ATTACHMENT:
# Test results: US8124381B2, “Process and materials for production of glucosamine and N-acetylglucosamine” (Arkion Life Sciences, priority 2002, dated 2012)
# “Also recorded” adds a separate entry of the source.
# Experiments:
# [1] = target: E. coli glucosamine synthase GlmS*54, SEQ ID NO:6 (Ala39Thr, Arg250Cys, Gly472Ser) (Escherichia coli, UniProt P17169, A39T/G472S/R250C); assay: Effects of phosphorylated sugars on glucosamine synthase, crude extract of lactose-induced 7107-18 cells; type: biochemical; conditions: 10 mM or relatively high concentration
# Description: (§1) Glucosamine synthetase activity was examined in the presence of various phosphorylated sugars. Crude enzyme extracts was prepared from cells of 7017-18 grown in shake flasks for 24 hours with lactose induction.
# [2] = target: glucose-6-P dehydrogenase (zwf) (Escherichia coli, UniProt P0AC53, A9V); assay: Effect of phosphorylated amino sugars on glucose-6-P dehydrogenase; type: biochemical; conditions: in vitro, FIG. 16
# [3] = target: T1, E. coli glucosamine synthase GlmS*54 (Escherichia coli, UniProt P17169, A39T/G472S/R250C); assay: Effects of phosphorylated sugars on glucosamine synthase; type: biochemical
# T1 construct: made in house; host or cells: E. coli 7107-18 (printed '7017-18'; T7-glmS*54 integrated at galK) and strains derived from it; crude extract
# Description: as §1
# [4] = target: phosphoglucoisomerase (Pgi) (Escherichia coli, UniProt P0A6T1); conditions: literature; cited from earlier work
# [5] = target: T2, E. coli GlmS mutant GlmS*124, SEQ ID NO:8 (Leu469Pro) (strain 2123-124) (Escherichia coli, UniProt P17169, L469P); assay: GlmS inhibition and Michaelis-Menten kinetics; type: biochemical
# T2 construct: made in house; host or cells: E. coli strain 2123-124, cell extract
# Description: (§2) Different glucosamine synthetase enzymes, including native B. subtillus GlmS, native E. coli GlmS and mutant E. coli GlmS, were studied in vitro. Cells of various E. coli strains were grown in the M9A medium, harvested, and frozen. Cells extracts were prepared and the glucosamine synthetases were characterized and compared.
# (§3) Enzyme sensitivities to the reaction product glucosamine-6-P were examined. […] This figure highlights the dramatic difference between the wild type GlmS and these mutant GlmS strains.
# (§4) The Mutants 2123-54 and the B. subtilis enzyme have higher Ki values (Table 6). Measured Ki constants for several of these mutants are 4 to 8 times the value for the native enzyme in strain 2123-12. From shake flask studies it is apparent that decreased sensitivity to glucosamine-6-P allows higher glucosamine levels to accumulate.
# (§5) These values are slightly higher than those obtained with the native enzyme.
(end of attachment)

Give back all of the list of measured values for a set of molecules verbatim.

# Test results: US8124381B2, “Process and materials for production of glucosamine and N-acetylglucosamine” (Arkion Life Sciences, priority 2002, dated 2012)
# “Also recorded” adds a separate entry of the source.
# Experiments:
# [1] = target: E. coli glucosamine synthase GlmS*54, SEQ ID NO:6 (Ala39Thr, Arg250Cys, Gly472Ser) (Escherichia coli, UniProt P17169, A39T/G472S/R250C); assay: Effects of phosphorylated sugars on glucosamine synthase, crude extract of lactose-induced 7107-18 cells; type: biochemical; conditions: 10 mM or relatively high concentration
# Description: (§1) Glucosamine synthetase activity was examined in the presence of various phosphorylated sugars. Crude enzyme extracts was prepared from cells of 7017-18 grown in shake flasks for 24 hours with lactose induction.
# [2] = target: glucose-6-P dehydrogenase (zwf) (Escherichia coli, UniProt P0AC53, A9V); assay: Effect of phosphorylated amino sugars on glucose-6-P dehydrogenase; type: biochemical; conditions: in vitro, FIG. 16
# [3] = target: T1, E. coli glucosamine synthase GlmS*54 (Escherichia coli, UniProt P17169, A39T/G472S/R250C); assay: Effects of phosphorylated sugars on glucosamine synthase; type: biochemical
# T1 construct: made in house; host or cells: E. coli 7107-18 (printed '7017-18'; T7-glmS*54 integrated at galK) and strains derived from it; crude extract
# Description: as §1
# [4] = target: phosphoglucoisomerase (Pgi) (Escherichia coli, UniProt P0A6T1); conditions: literature; cited from earlier work
# [5] = target: T2, E. coli GlmS mutant GlmS*124, SEQ ID NO:8 (Leu469Pro) (strain 2123-124) (Escherichia coli, UniProt P17169, L469P); assay: GlmS inhibition and Michaelis-Menten kinetics; type: biochemical
# T2 construct: made in house; host or cells: E. coli strain 2123-124, cell extract
# Description: (§2) Different glucosamine synthetase enzymes, including native B. subtillus GlmS, native E. coli GlmS and mutant E. coli GlmS, were studied in vitro. Cells of various E. coli strains were grown in the M9A medium, harvested, and frozen. Cells extracts were prepared and the glucosamine synthetases were characterized and compared.
# (§3) Enzyme sensitivities to the reaction product glucosamine-6-P were examined. […] This figure highlights the dramatic difference between the wild type GlmS and these mutant GlmS strains.
# (§4) The Mutants 2123-54 and the B. subtilis enzyme have higher Ki values (Table 6). Measured Ki constants for several of these mutants are 4 to 8 times the value for the native enzyme in strain 2123-12. From shake flask studies it is apparent that decreased sensitivity to glucosamine-6-P allows higher glucosamine levels to accumulate.
# (§5) These values are slightly higher than those obtained with the native enzyme.